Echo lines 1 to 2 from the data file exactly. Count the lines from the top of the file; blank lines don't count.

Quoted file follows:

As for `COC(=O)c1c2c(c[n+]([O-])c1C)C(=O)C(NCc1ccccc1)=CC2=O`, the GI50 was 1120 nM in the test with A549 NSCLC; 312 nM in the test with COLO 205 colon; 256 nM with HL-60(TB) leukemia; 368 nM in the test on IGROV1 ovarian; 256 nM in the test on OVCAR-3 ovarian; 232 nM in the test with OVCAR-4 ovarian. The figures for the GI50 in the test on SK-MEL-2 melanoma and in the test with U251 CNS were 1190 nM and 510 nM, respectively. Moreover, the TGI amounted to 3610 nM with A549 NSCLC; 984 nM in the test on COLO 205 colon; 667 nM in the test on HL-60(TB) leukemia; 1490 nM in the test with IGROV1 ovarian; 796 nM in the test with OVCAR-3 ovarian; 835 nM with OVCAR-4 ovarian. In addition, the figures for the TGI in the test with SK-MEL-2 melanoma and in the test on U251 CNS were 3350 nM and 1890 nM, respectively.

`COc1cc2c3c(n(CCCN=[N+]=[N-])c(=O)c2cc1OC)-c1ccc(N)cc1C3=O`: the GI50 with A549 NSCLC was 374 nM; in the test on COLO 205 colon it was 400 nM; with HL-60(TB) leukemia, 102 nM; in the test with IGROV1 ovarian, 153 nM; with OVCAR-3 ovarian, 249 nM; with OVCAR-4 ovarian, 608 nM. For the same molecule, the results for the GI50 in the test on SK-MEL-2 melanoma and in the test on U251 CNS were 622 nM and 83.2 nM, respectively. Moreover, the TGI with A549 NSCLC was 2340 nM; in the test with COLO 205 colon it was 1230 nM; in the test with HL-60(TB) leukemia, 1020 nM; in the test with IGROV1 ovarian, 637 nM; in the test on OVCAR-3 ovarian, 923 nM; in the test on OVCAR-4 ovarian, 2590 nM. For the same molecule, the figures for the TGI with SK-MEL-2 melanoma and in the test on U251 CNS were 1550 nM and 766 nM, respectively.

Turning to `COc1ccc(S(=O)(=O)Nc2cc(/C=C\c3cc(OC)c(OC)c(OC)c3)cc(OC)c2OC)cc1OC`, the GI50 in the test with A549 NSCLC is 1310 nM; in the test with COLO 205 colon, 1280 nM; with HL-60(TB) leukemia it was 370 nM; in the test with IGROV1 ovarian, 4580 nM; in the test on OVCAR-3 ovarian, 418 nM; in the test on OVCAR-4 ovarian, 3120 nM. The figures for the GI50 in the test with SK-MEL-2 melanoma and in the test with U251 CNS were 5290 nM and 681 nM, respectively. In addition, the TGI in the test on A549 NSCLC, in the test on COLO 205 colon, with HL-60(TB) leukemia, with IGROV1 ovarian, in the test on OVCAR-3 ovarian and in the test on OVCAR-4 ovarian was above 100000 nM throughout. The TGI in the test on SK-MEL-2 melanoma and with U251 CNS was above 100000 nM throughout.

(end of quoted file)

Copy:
As for `COC(=O)c1c2c(c[n+]([O-])c1C)C(=O)C(NCc1ccccc1)=CC2=O`, the GI50 was 1120 nM in the test with A549 NSCLC; 312 nM in the test with COLO 205 colon; 256 nM with HL-60(TB) leukemia; 368 nM in the test on IGROV1 ovarian; 256 nM in the test on OVCAR-3 ovarian; 232 nM in the test with OVCAR-4 ovarian. The figures for the GI50 in the test on SK-MEL-2 melanoma and in the test with U251 CNS were 1190 nM and 510 nM, respectively. Moreover, the TGI amounted to 3610 nM with A549 NSCLC; 984 nM in the test on COLO 205 colon; 667 nM in the test on HL-60(TB) leukemia; 1490 nM in the test with IGROV1 ovarian; 796 nM in the test with OVCAR-3 ovarian; 835 nM with OVCAR-4 ovarian. In addition, the figures for the TGI in the test with SK-MEL-2 melanoma and in the test on U251 CNS were 3350 nM and 1890 nM, respectively.

`COc1cc2c3c(n(CCCN=[N+]=[N-])c(=O)c2cc1OC)-c1ccc(N)cc1C3=O`: the GI50 with A549 NSCLC was 374 nM; in the test on COLO 205 colon it was 400 nM; with HL-60(TB) leukemia, 102 nM; in the test with IGROV1 ovarian, 153 nM; with OVCAR-3 ovarian, 249 nM; with OVCAR-4 ovarian, 608 nM. For the same molecule, the results for the GI50 in the test on SK-MEL-2 melanoma and in the test on U251 CNS were 622 nM and 83.2 nM, respectively. Moreover, the TGI with A549 NSCLC was 2340 nM; in the test with COLO 205 colon it was 1230 nM; in the test with HL-60(TB) leukemia, 1020 nM; in the test with IGROV1 ovarian, 637 nM; in the test on OVCAR-3 ovarian, 923 nM; in the test on OVCAR-4 ovarian, 2590 nM. For the same molecule, the figures for the TGI with SK-MEL-2 melanoma and in the test on U251 CNS were 1550 nM and 766 nM, respectively.